Canadian Wildland Fire Information System

National Wildland Fire Situation Report

Archived reports

Current as of: May 17, 2017

Current active fires
Uncontrolled Controlled Modified Response
1 10 0
2017
(to date)
10-yr avg
(to date)
% normal Prescribed U.S.
Number 577 1,320 43.7 37 22,401
Area
(ha)
2,013 89,152 2 3,063 730,185

Fires of note

None

Interagency mobilization

The National Preparedness Level is 1, as are all provinces and territories and Parks Canada. No agencies have sent or requested fire suppression resources during this period.

Weekly Synopsis

Canada has recorded 577 fires so far this year, which have burned 2013 ha. This week, Alberta, Saskatchewan, and Ontario accounted for the majority of the 93 fires (39%, 16%, and 15% respectively), while Saskatchewan and Manitoba had the majority of the 167 ha burned (57% and 20% respectively). Seasonal fire occurrence and area burned are both significantly below the 10-year average (44% and 2% respectively).

Patchy areas of high to extreme fire danger persist along the 60th parallel, and in southern Saskatchewan, Manitoba, and western and southern Ontario. These areas are ringed by narrow bands of moderate fire danger, while all other regions are low.

An upper low pressure center in the USA Pacific Northwest is generating showers through British Columbia and rain or snow in the southern Rocky Mountains of Alberta. This pattern is aided by an Arctic surface high pressure area, which is providing cool but dry conditions in the southern Northwest Territories, the northern two-thirds of the Prairie Provinces, and western Ontario. A ridge is ushering warm air into southern Ontario and Quebec, while a series of weak low pressure areas are driving a line of showers or thundershowers eastwards across the Great Lakes and along the St Lawrence Valley.

In British Columbia, open fires are restricted in the Cariboo fire zone. Beginning May 19, Category 2 and 3 fires (2 or more simultaneous open fires, grass or stubble fires, burning barrels, fireworks, and binary exploding targets) will be restricted in the Kamloops Fire Zones. These restrictions will apply to elevations below 1200m in the Kamloops North and Vernon Fire Zones, and all elevations elsewhere. In Alberta, fire advisories are in effect north of Lake Athabasca; Thorhild, Two Hills, Minburn, Beaver, and Leduc Counties; and the M.D of Pincher Creek and Piikani First Nation. Fire Restrictions are in place in Lamont County. In Yukon, burning permits for barrels and open fires other than campfires are restricted in the Haines Junction, Burwash, Mayo, Whitehorse, Braeburn, Carmacks, Faro, and Ross River areas. In Manitoba, open fires are prohibited from April 1 to November 15, except under a burning permit or in enclosed, approved fire pits. Activities in wooded areas involving fireworks or sky lanterns may also require written authorization during this period in certain areas. In Ontario, full fire bans are in effect in Whitesand and Windigo Bay Provincial Parks. In New Brunswick, burning is restricted to the 8pm to 8am period in Madawaska, Victoria, Carleton, Restigouche Counties, and is permitted at all hours elsewhere. In Nova Scotia, burning is restricted to the 7pm to 8am period in Annapolis, Digby, Halifax, Hants, Kings, Lunenburg, Queens, Shelburne, and Yarmouth Counties, and permitted at all hours elsewhere.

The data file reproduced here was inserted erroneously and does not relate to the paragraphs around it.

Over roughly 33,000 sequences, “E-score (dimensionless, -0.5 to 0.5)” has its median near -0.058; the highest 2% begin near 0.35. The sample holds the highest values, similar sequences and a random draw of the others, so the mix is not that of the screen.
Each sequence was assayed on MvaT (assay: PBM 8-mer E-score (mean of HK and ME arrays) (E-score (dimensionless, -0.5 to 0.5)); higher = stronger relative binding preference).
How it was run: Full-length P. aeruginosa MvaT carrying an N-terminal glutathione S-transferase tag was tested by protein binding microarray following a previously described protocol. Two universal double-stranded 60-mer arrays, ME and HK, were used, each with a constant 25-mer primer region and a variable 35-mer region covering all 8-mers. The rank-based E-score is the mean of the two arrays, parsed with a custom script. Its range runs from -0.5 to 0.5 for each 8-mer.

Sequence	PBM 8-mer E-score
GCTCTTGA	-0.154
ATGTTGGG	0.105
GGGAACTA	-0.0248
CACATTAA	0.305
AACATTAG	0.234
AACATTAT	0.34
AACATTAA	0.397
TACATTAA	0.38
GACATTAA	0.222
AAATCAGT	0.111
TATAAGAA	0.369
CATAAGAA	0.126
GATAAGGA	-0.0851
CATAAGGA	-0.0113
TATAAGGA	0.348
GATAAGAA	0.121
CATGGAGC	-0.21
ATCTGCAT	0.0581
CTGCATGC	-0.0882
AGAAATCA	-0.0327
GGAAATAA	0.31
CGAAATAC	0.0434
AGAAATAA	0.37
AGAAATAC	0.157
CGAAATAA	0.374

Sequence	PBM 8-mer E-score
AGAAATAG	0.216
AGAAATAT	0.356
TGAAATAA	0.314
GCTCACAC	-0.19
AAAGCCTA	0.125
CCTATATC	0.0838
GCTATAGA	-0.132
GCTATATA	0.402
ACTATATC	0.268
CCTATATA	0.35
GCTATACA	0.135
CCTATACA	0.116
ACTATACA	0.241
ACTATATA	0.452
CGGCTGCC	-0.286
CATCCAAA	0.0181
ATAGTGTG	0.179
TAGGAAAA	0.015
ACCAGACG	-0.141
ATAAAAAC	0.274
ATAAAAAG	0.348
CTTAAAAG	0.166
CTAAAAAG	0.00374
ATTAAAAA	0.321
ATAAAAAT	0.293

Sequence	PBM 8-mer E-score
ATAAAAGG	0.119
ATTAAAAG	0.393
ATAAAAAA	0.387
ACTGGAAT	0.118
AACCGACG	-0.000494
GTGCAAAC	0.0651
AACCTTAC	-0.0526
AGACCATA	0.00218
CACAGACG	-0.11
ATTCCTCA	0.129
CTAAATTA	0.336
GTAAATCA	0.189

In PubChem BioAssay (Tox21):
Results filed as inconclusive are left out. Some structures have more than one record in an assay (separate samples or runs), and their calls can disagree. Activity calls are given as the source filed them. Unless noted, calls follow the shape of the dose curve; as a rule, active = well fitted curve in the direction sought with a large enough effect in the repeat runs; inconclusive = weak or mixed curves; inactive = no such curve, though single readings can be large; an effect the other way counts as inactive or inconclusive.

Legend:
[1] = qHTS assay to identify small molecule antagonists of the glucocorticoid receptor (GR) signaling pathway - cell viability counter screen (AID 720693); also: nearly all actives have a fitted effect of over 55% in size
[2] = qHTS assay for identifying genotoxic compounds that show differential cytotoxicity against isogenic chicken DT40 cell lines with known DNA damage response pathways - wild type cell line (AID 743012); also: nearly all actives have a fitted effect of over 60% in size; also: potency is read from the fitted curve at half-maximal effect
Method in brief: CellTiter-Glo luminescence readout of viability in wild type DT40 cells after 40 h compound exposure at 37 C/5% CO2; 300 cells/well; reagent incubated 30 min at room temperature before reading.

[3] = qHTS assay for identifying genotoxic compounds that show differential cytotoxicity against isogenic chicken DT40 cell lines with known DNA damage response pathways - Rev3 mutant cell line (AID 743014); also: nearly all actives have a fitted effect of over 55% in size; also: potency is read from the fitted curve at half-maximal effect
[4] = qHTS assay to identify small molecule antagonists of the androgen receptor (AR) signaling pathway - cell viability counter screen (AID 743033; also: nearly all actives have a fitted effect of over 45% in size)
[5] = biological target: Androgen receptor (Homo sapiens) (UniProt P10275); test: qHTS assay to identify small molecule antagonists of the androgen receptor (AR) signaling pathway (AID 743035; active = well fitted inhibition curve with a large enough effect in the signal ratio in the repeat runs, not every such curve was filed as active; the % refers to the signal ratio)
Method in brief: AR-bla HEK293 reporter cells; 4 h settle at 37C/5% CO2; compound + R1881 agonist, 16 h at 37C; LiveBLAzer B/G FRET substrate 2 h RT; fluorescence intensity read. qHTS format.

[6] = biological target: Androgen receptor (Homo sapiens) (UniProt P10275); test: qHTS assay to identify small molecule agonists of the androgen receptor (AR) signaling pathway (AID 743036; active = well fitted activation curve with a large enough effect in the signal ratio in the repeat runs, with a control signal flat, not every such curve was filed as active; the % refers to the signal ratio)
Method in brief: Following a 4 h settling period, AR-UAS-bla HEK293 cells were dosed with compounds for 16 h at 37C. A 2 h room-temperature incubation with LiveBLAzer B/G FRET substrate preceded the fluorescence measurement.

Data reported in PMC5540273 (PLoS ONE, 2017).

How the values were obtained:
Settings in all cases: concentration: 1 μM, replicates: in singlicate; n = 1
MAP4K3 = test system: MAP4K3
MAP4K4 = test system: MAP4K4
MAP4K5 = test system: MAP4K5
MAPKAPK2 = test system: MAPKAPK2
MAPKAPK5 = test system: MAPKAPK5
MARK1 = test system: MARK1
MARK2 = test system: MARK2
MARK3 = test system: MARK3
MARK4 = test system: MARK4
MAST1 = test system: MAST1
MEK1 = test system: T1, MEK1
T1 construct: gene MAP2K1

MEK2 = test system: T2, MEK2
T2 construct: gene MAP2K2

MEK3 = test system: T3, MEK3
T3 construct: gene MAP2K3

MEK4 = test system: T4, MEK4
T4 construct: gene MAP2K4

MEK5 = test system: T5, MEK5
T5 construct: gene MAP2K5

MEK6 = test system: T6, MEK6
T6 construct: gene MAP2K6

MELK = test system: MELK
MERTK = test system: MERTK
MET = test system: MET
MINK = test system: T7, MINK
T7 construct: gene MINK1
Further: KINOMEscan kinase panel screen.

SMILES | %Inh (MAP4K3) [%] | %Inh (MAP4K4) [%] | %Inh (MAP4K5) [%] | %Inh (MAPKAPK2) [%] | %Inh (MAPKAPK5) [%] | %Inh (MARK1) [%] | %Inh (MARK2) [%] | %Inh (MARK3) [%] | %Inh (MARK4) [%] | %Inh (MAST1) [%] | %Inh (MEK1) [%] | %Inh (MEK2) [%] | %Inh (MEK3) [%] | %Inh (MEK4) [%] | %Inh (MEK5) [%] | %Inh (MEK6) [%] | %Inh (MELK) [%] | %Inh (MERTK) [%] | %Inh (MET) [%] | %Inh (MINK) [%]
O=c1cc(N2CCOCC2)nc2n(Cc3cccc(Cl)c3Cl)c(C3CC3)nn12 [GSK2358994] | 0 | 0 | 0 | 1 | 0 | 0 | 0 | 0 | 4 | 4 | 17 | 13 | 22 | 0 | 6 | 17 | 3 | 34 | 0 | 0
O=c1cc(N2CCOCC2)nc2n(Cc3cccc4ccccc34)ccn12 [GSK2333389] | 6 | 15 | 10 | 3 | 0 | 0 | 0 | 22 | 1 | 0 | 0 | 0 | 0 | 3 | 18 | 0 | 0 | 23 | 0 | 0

Prognosis

Cool showery weather in the west is replaced by warm, dry air as an upper low moves into the central USA and a zonal Pacific flow follows across western Canada. An Arctic high pressure area moves southeast across the Prairies, maintaining dry conditions. By Sunday (May 21), high pressure builds over British Columbia, warming British Columbia and Alberta, southern Yukon, and the southern Northwest Territories. Slight instability will generate spotty showers or thundershowers, which could trigger an occasional lightning-caused fire where forest floor moisture is lacking – mainly along the 60th parallel, eastern Manitoba, and western Ontario. As the ridge builds, it drives cooler air around the upper low, which moves from the USA Midwest across the Great Lakes on the weekend and into the James Bay region by Tuesday (May 23). The influx of cooler air and a draw of Atlantic moisture help increase rainfall from the Great Lakes east. People west of the Great Lakes should be cautious during Victoria Day weekend outdoor activities as fire danger indexes will slowly increase, raising the chance of wildfire.

Current graphs

Note: For provinces, PC = Parks Canada

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